If you need a reminder, though, let's look back at a chart from Credit Suisse's Global Investment Returns Yearbook from 2015. In it, the analysts tracked the performance of $1 invested in various industries dating back to 1900. If that $1 was invested in steel, it would be worth a little under $10,000 in 2015. That sounds great...until you find out that same $1 in the broader market in 1900 would be $38,255 in 2015. Steel has, and will likely continue to be, an underperforming industry.
If the cumulative returns of steel weren't already less than ideal, the lure of higher prices and a more protected steel industry will almost inevitably lead investors to pursue stocks with "higher upside": Companies selling at extremely low valuations for one reason or another. In reality, though, higher upside is just a euphemism for a poorly run business that may get a temporary boost from something completely out of their control. If a management team is bad at allocating capital, it won't matter where steel prices go because their management teams will likely find a way to muck things up.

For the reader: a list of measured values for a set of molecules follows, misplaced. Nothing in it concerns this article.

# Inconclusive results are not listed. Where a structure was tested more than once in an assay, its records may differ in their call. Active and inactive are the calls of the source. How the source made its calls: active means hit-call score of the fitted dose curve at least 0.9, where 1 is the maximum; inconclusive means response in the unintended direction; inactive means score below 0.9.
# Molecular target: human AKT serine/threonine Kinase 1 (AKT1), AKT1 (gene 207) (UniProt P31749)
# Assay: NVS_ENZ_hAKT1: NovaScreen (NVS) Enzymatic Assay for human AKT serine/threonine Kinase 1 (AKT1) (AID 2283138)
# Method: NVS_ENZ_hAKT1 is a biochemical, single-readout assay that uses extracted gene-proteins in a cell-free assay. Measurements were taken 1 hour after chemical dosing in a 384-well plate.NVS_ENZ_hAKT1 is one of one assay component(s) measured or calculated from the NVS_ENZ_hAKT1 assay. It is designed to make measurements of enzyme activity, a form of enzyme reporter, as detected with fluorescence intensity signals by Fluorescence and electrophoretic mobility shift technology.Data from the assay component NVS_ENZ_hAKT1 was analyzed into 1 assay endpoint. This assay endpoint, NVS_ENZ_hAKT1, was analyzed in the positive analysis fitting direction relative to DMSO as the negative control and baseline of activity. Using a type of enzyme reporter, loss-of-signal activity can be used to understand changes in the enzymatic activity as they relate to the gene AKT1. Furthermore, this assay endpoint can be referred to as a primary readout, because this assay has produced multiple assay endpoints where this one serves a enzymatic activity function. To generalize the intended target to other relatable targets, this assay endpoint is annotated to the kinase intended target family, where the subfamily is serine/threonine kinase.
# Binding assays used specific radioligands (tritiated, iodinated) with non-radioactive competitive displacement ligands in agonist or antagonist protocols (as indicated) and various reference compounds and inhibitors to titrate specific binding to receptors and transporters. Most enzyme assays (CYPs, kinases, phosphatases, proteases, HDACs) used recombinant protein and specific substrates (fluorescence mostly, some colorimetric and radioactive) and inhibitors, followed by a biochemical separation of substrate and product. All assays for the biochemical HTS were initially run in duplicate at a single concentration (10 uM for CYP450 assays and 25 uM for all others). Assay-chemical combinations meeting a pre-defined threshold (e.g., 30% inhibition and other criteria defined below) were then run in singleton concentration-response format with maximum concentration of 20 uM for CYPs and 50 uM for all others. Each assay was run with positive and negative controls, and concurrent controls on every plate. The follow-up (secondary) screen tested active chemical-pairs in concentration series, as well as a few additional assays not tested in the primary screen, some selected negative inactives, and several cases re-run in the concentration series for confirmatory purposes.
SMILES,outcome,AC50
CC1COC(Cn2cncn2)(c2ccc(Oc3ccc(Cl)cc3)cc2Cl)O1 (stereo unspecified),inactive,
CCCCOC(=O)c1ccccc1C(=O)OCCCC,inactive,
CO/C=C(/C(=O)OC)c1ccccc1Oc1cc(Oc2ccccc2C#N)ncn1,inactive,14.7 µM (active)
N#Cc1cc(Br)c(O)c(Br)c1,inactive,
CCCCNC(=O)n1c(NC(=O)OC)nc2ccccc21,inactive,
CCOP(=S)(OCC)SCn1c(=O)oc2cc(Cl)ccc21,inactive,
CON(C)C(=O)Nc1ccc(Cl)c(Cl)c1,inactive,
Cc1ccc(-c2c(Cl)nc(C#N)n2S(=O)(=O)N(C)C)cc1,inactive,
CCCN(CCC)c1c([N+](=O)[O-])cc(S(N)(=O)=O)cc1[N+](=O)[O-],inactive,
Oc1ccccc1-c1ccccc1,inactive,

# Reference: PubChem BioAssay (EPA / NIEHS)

Perhaps the quintessential example of this was United States Steel's (NYSE:X) $1.1 billion purchase of Canadian steelmaker Stelco back in 2007. At the time, Stelco was a company that had just recently reemerged from bankruptcy and had 1.7 billion Canadian dollars in underfunded pension obligations and another CA$750 million in debt. Despite these red flags screaming "STAY AWAY," U.S. Steel's management saw steel prices at an all-time high and decided that this "very dynamic industry" was worth paying a 43% premium for a distressed asset.